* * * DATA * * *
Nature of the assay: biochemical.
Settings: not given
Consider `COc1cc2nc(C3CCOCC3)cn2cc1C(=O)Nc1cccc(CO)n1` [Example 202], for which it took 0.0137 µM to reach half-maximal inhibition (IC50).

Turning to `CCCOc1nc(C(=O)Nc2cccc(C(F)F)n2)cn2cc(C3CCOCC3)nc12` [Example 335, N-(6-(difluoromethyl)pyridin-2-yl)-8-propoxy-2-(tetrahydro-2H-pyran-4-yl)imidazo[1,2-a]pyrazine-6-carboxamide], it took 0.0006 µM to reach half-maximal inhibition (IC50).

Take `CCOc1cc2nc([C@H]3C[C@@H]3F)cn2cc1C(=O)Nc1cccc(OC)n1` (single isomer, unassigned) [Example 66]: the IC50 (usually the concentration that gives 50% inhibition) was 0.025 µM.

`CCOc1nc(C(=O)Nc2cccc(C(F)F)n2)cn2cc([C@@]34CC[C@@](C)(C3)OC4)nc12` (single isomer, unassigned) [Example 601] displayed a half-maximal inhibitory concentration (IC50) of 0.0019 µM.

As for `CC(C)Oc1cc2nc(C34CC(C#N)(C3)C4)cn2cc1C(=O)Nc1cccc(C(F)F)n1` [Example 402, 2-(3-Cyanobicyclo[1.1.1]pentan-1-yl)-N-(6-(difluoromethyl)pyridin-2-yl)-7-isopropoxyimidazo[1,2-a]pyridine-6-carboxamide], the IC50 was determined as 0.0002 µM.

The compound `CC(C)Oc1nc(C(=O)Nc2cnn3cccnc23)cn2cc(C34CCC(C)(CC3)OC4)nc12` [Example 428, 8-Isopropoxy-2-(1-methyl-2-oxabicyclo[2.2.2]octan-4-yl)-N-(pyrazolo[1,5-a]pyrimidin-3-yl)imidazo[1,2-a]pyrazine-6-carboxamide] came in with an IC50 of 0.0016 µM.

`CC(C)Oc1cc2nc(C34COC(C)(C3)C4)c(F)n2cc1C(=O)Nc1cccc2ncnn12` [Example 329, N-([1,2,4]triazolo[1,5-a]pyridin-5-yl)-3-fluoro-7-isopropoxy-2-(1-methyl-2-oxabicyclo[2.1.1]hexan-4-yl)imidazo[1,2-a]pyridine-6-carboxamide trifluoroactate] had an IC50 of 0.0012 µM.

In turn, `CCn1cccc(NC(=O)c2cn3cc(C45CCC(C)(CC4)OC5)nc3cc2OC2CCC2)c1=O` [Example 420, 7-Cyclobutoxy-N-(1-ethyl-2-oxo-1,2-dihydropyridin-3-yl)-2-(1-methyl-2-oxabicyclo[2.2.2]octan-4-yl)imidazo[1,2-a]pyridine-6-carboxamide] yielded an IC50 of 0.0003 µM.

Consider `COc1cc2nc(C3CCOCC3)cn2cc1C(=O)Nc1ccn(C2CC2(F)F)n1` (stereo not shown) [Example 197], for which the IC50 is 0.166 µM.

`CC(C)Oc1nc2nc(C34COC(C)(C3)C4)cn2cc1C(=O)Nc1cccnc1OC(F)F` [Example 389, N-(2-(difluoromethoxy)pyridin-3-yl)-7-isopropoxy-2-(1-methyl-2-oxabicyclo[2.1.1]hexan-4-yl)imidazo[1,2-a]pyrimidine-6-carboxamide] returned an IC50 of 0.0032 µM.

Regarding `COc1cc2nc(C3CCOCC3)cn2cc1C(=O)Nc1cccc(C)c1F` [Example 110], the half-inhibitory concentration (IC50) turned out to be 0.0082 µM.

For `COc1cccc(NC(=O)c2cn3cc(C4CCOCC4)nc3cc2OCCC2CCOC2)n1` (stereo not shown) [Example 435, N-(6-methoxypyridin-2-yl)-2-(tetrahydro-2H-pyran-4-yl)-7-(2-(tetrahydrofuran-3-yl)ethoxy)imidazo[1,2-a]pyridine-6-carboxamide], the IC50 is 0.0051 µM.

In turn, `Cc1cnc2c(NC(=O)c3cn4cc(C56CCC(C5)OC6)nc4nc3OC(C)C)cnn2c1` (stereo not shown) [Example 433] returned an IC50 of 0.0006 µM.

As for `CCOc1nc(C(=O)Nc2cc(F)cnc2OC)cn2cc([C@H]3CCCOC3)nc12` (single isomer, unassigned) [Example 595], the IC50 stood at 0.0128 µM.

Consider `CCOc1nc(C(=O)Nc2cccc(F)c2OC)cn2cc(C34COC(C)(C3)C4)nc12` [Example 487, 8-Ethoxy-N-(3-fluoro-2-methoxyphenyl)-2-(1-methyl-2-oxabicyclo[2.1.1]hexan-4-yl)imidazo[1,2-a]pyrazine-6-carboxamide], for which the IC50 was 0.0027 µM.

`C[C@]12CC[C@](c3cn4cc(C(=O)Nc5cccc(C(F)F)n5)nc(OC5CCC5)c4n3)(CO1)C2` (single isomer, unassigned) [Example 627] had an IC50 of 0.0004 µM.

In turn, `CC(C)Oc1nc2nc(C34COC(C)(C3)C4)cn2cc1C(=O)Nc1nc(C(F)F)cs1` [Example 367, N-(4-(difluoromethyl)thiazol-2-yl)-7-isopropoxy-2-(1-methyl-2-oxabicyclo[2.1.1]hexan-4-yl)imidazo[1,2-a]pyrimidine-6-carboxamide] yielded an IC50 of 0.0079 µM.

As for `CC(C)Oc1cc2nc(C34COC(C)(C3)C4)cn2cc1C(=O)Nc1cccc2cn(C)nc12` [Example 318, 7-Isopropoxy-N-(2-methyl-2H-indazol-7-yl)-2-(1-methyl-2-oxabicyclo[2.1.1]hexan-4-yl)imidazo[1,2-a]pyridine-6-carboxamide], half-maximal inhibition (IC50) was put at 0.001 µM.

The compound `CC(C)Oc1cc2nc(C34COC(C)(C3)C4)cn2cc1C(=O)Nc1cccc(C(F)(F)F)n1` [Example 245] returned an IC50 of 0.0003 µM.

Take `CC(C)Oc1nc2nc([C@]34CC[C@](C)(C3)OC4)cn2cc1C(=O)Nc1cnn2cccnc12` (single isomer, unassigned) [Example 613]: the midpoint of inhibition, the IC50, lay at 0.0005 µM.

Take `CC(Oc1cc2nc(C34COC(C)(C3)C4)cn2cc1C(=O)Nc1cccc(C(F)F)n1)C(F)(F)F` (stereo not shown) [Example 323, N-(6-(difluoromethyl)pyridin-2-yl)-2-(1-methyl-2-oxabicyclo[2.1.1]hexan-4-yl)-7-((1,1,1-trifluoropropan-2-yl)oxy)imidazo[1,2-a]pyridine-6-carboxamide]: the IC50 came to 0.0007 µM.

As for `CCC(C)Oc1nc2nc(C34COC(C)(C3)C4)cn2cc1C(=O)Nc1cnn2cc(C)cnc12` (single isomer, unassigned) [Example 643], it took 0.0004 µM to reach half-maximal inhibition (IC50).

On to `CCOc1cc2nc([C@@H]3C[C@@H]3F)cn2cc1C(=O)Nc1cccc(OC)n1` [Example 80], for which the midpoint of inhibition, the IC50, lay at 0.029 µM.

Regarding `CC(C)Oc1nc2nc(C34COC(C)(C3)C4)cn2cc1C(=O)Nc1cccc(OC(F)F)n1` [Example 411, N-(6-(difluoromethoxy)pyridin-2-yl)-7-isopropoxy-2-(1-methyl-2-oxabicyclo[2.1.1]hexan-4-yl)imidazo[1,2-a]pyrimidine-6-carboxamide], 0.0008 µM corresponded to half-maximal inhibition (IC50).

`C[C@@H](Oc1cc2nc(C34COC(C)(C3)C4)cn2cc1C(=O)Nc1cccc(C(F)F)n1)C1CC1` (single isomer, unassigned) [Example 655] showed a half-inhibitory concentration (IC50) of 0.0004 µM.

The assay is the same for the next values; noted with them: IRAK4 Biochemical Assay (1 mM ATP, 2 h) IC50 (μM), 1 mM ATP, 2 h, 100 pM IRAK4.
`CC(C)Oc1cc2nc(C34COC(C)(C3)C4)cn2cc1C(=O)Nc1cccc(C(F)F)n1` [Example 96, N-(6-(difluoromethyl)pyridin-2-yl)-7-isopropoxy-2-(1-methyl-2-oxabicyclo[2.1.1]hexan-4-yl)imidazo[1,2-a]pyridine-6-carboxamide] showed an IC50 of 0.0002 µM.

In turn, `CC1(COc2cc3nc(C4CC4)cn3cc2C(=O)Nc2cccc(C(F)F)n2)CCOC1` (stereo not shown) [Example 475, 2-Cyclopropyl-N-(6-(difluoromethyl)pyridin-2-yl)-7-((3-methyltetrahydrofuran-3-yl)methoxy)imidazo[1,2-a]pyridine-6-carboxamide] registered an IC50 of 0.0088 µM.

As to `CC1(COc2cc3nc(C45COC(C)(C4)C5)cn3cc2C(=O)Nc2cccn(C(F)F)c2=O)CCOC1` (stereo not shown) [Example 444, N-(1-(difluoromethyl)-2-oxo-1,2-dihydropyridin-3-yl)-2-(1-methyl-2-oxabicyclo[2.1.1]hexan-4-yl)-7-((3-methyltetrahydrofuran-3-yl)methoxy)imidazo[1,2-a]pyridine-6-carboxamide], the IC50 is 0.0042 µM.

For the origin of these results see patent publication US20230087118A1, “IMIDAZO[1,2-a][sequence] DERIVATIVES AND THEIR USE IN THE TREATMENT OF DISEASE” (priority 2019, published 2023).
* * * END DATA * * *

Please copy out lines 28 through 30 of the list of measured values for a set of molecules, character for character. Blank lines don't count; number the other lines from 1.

The assay is the same for the next values; noted with them: IRAK4 Biochemical Assay (1 mM ATP, 2 h) IC50 (μM), 1 mM ATP, 2 h, 100 pM IRAK4.
`CC(C)Oc1cc2nc(C34COC(C)(C3)C4)cn2cc1C(=O)Nc1cccc(C(F)F)n1` [Example 96, N-(6-(difluoromethyl)pyridin-2-yl)-7-isopropoxy-2-(1-methyl-2-oxabicyclo[2.1.1]hexan-4-yl)imidazo[1,2-a]pyridine-6-carboxamide] showed an IC50 of 0.0002 µM.

In turn, `CC1(COc2cc3nc(C4CC4)cn3cc2C(=O)Nc2cccc(C(F)F)n2)CCOC1` (stereo not shown) [Example 475, 2-Cyclopropyl-N-(6-(difluoromethyl)pyridin-2-yl)-7-((3-methyltetrahydrofuran-3-yl)methoxy)imidazo[1,2-a]pyridine-6-carboxamide] registered an IC50 of 0.0088 µM.